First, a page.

“Twinsburg’s most popular outdoor nature adventure” is the salamander crossing, annually occurring in Center Valley Park. (Almost) every spring since the early 2000s the salamander migration has been documented by Stanley Stine, city of Twinsburg naturalist.
Belonging to the mole salamander family, the spotted salamander lives underground for the vast majority of the year, using holes dug by mice, chipmunks, and even crayfish to get away on a hot summer afternoons or hibernate for the winter. These intriguing, innovative amphibians emerge at the start of each spring scurrying to the same vernal pools in the Twinsburg wetlands to lay their eggs. Spotted salamanders, bespeckled with orangish-yellow spots, must lay their eggs in temporary pools as opposed to permanent bodies of water as the fish that occupy larger bodies of water would devour all the eggs and possibly the adult salamanders as well. Thanks to the efforts of Mr. Stine this wondrous natural phenomenon has been witnessed by many residents who otherwise would have been unaware this annual event occurs in their hometown.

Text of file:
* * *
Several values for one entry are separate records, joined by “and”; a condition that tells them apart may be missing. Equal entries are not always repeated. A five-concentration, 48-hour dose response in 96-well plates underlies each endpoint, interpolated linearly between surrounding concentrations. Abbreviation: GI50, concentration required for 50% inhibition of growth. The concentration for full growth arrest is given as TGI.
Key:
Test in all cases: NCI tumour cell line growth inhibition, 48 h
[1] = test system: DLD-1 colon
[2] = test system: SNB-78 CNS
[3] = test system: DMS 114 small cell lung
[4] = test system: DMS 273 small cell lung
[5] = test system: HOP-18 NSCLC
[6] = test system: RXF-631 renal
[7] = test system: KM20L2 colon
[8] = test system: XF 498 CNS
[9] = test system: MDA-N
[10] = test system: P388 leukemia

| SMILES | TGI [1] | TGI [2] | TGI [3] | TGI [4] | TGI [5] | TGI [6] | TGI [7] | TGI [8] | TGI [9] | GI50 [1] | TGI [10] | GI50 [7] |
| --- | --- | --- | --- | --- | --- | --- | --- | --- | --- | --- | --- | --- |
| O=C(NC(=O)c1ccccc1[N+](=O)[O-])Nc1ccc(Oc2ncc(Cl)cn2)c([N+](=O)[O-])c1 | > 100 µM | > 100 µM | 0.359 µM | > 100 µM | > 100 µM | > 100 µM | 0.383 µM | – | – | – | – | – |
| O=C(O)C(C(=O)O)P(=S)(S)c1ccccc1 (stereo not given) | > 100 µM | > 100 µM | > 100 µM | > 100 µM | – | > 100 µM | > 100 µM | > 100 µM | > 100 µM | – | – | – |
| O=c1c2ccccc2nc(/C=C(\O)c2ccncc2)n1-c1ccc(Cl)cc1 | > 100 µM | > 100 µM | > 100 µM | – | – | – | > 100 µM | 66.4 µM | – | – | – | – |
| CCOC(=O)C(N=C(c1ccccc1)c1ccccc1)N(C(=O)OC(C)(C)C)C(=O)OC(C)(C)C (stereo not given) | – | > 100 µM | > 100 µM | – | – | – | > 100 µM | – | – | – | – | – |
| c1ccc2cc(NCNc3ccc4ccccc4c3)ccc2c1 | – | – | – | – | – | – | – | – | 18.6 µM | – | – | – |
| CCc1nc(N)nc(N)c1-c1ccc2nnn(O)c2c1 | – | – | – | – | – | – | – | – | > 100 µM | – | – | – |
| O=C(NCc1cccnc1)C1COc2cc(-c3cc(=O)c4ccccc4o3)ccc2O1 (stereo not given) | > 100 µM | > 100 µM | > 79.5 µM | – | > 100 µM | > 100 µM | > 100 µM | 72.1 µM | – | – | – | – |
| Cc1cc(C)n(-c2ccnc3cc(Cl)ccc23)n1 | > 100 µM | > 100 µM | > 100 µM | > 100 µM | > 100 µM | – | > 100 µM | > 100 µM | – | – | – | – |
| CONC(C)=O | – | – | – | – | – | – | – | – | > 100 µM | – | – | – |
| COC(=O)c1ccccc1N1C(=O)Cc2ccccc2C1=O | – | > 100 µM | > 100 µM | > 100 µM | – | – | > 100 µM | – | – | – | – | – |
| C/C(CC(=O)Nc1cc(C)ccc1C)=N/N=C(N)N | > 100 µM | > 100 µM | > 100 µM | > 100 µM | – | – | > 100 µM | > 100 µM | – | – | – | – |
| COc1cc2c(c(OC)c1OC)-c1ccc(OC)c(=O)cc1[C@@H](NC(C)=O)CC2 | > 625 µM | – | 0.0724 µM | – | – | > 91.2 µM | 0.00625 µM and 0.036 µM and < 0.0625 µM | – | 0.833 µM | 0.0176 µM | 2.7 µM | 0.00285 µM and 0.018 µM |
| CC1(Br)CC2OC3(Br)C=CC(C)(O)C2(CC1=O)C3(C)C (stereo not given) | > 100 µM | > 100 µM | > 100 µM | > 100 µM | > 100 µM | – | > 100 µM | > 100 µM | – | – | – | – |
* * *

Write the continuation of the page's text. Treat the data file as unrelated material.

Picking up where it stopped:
The Salamander and Frog Festival, an indoor event that Stine also initiated, precedes the salamander migration. Whereas the crossing adventure is geared towards people of all ages the Salamander and Frog Festival piques the interest and educates wee little ones via games, coloring contests and various other arts and crafts.